It’s been more than 3 years since the last KotlinConf in Copenhagen. We at Shape attended the second KotlinConf in Amsterdam, and of course the third one in our home city. Unfortunately, we missed out on attending this year’s conference since it became so popular, and therefore tickets got sold out very early on. But fear not, while we may be missing out on some of the fun in Amsterdam, we’re certainly not missing out on all the talks available online, or the keynote, which we watched together during the KotlinConf Global event we hosted here at our office. Here are some of my takeaways from the keynote.
A decaf keynote
The KotlinConf keynote has never been about big technical announcements, but more about which direction the language, frameworks, and community are moving. Unlike Google IO and WWDC – where big announcements are made, and developers get new toys to play with on the same day – this keynote’s focused more on showing what the future could look like, and it left us waiting for the day we can use all those new language features Roman Elizarov talked about on stage. Although, we will have to wait for that until the Kotlin 2.0 release, which should be right at the end of this year, according to the 6-month Kotlin release cadence they announced some time ago, and their earlier promise that there will be no 1.10 release.
In our stream event, “Explicit fields” was the feature that broke the silence in the room, as it hit very close to home for our Android developers. (Nothing says developer conference like people being excited about writing 2 lines of code instead of 4 😃). Some were happy to hear that Kotlin DSL is the new default for Gradle build scripts. But people got even more excited about the new Kotlin Notebooks, a tool similar to the well known Jupyter notebook that allows you to quickly and interactively explore and visualise datasets. The demo shown on stage was very impressive, at least for us mobile developers outside of the data science domain, and it was probably the high point of the keynote for most.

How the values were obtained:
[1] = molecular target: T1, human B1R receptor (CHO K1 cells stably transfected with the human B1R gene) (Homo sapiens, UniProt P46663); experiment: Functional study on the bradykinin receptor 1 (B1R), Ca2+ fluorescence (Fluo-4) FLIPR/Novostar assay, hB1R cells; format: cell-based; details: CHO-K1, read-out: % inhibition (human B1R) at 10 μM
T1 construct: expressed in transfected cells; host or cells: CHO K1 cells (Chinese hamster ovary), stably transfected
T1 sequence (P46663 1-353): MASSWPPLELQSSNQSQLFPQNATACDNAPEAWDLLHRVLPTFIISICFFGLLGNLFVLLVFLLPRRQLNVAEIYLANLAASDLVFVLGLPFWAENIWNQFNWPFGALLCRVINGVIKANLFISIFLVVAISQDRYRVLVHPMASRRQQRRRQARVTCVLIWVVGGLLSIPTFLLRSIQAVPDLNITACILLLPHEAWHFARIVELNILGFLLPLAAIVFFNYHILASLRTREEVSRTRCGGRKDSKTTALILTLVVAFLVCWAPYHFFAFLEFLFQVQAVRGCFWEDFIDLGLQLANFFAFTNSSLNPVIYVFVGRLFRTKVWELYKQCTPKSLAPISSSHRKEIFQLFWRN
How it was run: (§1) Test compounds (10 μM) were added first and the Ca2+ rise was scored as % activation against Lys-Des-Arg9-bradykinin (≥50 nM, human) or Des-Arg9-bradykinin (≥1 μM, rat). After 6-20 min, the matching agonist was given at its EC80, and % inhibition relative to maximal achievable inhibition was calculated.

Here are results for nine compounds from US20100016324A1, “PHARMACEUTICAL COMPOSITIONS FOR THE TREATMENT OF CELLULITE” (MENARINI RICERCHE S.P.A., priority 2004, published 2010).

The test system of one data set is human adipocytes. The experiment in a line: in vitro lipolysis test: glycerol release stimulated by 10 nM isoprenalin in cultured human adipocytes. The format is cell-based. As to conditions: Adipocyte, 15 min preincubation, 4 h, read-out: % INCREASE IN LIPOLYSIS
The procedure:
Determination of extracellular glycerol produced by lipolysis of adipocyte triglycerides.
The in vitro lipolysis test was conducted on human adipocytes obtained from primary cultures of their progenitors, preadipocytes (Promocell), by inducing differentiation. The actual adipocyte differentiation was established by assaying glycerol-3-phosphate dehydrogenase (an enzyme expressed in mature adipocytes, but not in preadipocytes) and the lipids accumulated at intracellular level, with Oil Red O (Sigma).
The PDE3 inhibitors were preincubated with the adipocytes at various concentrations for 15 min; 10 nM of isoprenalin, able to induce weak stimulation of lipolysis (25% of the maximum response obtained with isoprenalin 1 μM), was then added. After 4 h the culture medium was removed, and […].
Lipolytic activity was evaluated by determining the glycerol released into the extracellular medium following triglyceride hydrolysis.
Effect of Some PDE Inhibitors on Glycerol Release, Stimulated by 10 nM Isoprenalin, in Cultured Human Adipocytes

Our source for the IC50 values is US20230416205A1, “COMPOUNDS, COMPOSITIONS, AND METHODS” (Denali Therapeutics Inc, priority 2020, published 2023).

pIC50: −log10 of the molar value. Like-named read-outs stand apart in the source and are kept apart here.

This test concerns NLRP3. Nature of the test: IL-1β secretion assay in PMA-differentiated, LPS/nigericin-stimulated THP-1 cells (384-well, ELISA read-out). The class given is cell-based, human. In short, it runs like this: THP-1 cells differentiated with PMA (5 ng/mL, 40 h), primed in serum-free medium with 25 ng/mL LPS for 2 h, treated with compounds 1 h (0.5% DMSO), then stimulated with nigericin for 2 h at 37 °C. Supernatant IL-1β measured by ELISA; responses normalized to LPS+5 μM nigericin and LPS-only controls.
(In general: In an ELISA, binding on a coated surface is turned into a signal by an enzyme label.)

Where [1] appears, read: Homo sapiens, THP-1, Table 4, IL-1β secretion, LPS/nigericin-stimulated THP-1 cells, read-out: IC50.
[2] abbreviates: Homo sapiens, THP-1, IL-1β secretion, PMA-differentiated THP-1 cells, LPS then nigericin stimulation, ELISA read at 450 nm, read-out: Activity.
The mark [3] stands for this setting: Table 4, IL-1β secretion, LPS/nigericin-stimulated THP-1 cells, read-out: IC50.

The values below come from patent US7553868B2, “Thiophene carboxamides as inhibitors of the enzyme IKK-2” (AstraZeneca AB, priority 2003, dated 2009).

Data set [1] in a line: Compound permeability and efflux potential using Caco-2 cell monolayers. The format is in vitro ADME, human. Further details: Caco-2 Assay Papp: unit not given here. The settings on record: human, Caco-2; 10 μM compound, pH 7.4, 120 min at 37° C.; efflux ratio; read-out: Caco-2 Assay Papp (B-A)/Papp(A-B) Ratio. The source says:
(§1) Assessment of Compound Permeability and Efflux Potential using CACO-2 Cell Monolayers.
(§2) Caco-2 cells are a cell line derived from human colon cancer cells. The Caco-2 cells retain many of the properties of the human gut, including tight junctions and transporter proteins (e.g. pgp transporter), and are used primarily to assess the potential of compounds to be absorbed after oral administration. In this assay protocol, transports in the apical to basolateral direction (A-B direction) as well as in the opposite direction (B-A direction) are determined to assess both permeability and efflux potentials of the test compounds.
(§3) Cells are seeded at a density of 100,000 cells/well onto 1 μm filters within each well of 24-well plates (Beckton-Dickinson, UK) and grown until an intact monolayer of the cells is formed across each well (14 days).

Kotlin for everyone
We also expected a big push for the Kotlin Multiplatform this year, specially keeping an eye on anything related to iOS development. We were happy to hear that a stable release of the Kotlin Multiplatform will be available before the end of the year. But we’re not waiting until then to try it out. We’re actually already exploring how the Kotlin Multiplatform Mobile can help us build better and faster, and we hope to share more about this with you in the near future.
On top of that, it looks like JetBrains is pushing to get Compose UI to a lot more platforms than Google’s Android. They already have support for Desktop apps running in the JVM, but they are working towards supporting Compose UI for iOS and web development. Personally, I’m skeptical of the success of Compose in the latter platforms, considering Apple’s tight grip of the iOS ecosystem, and the already very crowded space of web development. But it opens more doors to those used to coding with Kotlin and Compose, and that’s only a good thing.
Much more to dive into
At the time of writing, KotlinConf is still going on, and the different talks and sessions are being live-streamed online for everyone to follow. While we’ll have a lot of interesting content to go through in the coming days we’ve already seen some exciting new developments. If you are also interested in Kotlin development for either mobile or backend – and you have time between one KotlinConf session and the next – be sure to check out our careers page.